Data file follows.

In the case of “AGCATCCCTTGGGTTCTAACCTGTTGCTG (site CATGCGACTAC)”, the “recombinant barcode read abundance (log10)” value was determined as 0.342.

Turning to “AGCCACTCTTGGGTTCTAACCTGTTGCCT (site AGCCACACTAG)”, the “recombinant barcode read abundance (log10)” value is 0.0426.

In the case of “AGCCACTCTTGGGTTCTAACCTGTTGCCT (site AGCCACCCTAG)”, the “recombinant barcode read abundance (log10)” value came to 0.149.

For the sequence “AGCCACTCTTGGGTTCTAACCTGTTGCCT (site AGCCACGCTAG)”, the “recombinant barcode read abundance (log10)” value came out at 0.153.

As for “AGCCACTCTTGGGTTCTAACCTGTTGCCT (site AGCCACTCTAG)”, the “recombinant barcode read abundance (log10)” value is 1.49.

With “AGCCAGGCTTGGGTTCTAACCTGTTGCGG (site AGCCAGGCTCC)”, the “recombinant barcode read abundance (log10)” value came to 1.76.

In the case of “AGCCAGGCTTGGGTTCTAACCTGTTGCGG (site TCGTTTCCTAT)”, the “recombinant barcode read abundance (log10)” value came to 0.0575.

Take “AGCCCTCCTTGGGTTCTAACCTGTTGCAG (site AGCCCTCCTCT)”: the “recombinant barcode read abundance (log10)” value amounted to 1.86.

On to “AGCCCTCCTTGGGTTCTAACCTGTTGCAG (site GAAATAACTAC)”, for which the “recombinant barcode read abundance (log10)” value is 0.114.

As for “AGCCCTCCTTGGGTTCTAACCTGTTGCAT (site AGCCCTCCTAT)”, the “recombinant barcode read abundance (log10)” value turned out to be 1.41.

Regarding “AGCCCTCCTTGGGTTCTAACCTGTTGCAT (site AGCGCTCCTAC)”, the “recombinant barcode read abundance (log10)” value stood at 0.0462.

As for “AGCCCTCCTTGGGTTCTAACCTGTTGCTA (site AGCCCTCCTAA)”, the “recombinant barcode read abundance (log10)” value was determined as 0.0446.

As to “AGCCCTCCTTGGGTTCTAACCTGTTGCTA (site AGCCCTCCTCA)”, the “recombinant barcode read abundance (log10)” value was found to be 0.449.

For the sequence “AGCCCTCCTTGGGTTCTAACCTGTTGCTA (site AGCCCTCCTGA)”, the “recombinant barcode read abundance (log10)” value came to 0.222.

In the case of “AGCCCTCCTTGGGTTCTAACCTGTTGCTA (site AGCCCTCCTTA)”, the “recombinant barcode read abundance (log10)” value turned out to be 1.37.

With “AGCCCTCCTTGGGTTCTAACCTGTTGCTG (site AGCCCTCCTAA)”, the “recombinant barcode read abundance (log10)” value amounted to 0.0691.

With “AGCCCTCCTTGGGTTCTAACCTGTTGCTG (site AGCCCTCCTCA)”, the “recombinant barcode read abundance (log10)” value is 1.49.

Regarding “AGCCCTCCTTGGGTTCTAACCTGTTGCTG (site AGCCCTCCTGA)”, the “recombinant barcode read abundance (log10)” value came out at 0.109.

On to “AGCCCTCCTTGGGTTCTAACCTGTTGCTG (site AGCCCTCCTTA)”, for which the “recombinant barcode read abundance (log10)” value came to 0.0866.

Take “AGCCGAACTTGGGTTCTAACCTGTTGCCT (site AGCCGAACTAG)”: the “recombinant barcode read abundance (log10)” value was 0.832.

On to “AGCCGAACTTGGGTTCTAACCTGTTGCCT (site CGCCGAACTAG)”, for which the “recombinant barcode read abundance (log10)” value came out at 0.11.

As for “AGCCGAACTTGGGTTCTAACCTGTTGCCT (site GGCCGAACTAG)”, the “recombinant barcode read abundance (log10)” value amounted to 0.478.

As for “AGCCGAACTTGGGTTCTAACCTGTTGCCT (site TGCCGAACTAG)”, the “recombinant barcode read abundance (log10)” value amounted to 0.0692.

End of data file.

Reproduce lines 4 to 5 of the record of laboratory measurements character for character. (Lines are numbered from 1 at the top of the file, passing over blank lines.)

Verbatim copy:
For the sequence “AGCCACTCTTGGGTTCTAACCTGTTGCCT (site AGCCACGCTAG)”, the “recombinant barcode read abundance (log10)” value came out at 0.153.

As for “AGCCACTCTTGGGTTCTAACCTGTTGCCT (site AGCCACTCTAG)”, the “recombinant barcode read abundance (log10)” value is 1.49.